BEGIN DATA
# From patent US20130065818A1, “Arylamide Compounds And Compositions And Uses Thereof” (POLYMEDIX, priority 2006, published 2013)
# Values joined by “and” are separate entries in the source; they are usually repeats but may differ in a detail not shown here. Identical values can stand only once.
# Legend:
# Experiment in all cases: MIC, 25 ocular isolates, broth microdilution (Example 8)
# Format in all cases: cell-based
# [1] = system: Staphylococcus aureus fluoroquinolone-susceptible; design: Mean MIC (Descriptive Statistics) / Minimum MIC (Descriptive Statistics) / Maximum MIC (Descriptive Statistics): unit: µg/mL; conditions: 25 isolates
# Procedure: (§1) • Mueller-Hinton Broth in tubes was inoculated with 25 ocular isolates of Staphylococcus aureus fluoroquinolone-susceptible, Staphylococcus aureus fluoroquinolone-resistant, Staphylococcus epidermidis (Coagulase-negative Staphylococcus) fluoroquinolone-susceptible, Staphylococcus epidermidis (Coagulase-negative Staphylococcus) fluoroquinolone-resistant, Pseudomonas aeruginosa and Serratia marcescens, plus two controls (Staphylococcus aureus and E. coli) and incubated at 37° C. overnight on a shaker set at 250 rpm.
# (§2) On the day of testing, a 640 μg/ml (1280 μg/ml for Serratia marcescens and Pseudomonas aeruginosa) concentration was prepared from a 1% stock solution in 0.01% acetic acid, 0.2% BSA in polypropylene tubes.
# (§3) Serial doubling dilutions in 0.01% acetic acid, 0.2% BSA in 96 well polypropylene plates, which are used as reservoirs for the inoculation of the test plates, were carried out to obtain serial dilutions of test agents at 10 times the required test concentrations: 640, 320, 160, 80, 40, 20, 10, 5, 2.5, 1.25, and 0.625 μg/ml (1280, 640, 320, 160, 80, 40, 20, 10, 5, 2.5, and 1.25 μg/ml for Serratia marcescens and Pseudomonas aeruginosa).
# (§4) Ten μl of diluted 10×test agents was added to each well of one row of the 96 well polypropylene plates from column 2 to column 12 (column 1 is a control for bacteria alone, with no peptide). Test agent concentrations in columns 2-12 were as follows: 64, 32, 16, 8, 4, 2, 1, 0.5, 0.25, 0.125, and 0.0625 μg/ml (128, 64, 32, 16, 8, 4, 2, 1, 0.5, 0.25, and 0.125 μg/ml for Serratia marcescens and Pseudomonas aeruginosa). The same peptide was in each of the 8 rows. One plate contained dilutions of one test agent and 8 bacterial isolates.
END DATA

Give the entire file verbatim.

# From patent US20130065818A1, “Arylamide Compounds And Compositions And Uses Thereof” (POLYMEDIX, priority 2006, published 2013)
# Values joined by “and” are separate entries in the source; they are usually repeats but may differ in a detail not shown here. Identical values can stand only once.
# Legend:
# Experiment in all cases: MIC, 25 ocular isolates, broth microdilution (Example 8)
# Format in all cases: cell-based
# [1] = system: Staphylococcus aureus fluoroquinolone-susceptible; design: Mean MIC (Descriptive Statistics) / Minimum MIC (Descriptive Statistics) / Maximum MIC (Descriptive Statistics): unit: µg/mL; conditions: 25 isolates
# Procedure: (§1) • Mueller-Hinton Broth in tubes was inoculated with 25 ocular isolates of Staphylococcus aureus fluoroquinolone-susceptible, Staphylococcus aureus fluoroquinolone-resistant, Staphylococcus epidermidis (Coagulase-negative Staphylococcus) fluoroquinolone-susceptible, Staphylococcus epidermidis (Coagulase-negative Staphylococcus) fluoroquinolone-resistant, Pseudomonas aeruginosa and Serratia marcescens, plus two controls (Staphylococcus aureus and E. coli) and incubated at 37° C. overnight on a shaker set at 250 rpm.
# (§2) On the day of testing, a 640 μg/ml (1280 μg/ml for Serratia marcescens and Pseudomonas aeruginosa) concentration was prepared from a 1% stock solution in 0.01% acetic acid, 0.2% BSA in polypropylene tubes.
# (§3) Serial doubling dilutions in 0.01% acetic acid, 0.2% BSA in 96 well polypropylene plates, which are used as reservoirs for the inoculation of the test plates, were carried out to obtain serial dilutions of test agents at 10 times the required test concentrations: 640, 320, 160, 80, 40, 20, 10, 5, 2.5, 1.25, and 0.625 μg/ml (1280, 640, 320, 160, 80, 40, 20, 10, 5, 2.5, and 1.25 μg/ml for Serratia marcescens and Pseudomonas aeruginosa).
# (§4) Ten μl of diluted 10×test agents was added to each well of one row of the 96 well polypropylene plates from column 2 to column 12 (column 1 is a control for bacteria alone, with no peptide). Test agent concentrations in columns 2-12 were as follows: 64, 32, 16, 8, 4, 2, 1, 0.5, 0.25, 0.125, and 0.0625 μg/ml (128, 64, 32, 16, 8, 4, 2, 1, 0.5, 0.25, and 0.125 μg/ml for Serratia marcescens and Pseudomonas aeruginosa). The same peptide was in each of the 8 rows. One plate contained dilutions of one test agent and 8 bacterial isolates.